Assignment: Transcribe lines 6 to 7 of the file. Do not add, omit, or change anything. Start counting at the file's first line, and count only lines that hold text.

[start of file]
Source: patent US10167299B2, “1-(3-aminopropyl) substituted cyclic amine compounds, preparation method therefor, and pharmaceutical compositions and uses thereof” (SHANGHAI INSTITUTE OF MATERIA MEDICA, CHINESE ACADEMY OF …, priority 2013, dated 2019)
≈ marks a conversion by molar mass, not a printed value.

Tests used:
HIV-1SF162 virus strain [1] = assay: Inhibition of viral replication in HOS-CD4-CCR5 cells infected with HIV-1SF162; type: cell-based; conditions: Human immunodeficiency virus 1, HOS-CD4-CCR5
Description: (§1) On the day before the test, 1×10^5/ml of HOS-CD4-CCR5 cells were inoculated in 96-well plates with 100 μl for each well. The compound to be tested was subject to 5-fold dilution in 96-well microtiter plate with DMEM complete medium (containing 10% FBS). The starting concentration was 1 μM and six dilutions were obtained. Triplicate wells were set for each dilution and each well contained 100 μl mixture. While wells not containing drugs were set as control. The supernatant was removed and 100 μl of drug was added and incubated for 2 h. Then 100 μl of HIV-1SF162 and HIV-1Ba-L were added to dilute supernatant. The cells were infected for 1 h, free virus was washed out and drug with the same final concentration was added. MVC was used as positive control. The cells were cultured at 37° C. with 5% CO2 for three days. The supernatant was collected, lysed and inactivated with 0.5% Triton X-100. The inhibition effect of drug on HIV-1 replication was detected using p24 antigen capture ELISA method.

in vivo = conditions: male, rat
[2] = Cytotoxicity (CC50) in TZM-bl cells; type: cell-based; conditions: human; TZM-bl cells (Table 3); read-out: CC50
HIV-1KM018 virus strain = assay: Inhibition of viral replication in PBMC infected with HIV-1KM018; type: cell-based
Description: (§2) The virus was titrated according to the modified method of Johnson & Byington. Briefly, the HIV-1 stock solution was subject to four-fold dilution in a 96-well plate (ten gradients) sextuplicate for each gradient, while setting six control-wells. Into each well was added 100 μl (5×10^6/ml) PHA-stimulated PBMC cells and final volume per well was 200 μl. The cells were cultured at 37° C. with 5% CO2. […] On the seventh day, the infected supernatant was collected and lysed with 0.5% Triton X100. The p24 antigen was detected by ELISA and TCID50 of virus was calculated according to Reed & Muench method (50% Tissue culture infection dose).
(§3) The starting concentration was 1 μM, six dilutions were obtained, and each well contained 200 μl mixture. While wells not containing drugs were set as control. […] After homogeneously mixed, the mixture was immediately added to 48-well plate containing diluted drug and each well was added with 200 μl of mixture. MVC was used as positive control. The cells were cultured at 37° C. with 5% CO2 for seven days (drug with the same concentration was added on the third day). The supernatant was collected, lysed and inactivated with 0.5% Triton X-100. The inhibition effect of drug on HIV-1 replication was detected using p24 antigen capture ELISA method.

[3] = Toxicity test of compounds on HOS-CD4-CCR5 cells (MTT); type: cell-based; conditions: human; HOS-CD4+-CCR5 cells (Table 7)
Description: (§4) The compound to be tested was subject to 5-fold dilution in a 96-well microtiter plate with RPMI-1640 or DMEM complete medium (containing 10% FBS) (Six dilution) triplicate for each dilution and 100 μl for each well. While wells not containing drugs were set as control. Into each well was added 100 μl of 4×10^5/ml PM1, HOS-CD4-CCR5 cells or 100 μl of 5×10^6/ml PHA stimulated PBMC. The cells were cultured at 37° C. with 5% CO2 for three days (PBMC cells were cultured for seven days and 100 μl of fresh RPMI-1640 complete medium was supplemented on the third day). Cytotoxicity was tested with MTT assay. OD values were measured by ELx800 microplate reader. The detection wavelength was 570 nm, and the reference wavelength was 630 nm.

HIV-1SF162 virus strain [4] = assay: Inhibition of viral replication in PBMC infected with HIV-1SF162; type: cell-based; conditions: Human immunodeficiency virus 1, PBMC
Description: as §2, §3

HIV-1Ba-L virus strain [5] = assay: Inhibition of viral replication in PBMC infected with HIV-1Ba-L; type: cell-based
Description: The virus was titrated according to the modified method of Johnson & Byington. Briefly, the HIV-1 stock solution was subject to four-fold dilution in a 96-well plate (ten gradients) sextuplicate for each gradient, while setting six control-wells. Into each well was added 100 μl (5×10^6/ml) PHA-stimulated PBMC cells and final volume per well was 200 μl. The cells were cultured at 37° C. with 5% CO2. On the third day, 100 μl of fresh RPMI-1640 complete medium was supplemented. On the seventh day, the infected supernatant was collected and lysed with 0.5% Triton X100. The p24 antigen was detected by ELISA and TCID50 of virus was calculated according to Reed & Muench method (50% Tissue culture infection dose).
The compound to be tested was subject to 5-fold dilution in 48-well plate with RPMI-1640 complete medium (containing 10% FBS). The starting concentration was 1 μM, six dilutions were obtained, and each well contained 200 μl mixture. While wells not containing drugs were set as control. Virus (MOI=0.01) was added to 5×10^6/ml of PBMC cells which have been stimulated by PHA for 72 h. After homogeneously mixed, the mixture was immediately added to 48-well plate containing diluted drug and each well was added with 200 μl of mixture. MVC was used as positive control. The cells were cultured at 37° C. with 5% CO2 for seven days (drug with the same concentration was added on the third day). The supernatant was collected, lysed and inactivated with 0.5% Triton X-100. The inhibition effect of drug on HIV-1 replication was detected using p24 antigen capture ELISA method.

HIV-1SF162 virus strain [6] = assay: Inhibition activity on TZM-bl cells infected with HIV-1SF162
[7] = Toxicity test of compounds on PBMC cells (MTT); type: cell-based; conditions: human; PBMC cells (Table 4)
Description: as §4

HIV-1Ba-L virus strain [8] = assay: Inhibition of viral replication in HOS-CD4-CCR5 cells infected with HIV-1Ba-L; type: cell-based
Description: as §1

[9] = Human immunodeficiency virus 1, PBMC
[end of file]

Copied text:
in vivo = conditions: male, rat
[2] = Cytotoxicity (CC50) in TZM-bl cells; type: cell-based; conditions: human; TZM-bl cells (Table 3); read-out: CC50